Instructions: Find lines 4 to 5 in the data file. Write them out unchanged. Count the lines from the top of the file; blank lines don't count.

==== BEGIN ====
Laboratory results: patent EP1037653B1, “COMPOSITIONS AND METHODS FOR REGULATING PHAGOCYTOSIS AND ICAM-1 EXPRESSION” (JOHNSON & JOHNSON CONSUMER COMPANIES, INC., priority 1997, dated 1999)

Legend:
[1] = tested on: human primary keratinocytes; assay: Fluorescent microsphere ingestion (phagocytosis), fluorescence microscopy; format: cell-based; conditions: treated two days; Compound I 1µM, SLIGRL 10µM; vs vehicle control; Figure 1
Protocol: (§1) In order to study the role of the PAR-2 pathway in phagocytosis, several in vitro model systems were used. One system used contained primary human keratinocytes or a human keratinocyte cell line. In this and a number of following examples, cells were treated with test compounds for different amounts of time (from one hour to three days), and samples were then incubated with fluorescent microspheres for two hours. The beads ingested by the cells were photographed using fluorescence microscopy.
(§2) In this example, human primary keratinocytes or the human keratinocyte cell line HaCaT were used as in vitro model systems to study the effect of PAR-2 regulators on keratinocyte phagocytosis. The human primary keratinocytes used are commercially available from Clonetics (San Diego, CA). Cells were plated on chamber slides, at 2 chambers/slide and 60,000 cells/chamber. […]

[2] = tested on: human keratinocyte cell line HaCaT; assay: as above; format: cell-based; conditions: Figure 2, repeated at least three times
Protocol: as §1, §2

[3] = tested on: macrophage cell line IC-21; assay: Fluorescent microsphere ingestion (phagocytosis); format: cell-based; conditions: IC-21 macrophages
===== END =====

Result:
Protocol: (§1) In order to study the role of the PAR-2 pathway in phagocytosis, several in vitro model systems were used. One system used contained primary human keratinocytes or a human keratinocyte cell line. In this and a number of following examples, cells were treated with test compounds for different amounts of time (from one hour to three days), and samples were then incubated with fluorescent microspheres for two hours. The beads ingested by the cells were photographed using fluorescence microscopy.
(§2) In this example, human primary keratinocytes or the human keratinocyte cell line HaCaT were used as in vitro model systems to study the effect of PAR-2 regulators on keratinocyte phagocytosis. The human primary keratinocytes used are commercially available from Clonetics (San Diego, CA). Cells were plated on chamber slides, at 2 chambers/slide and 60,000 cells/chamber. […]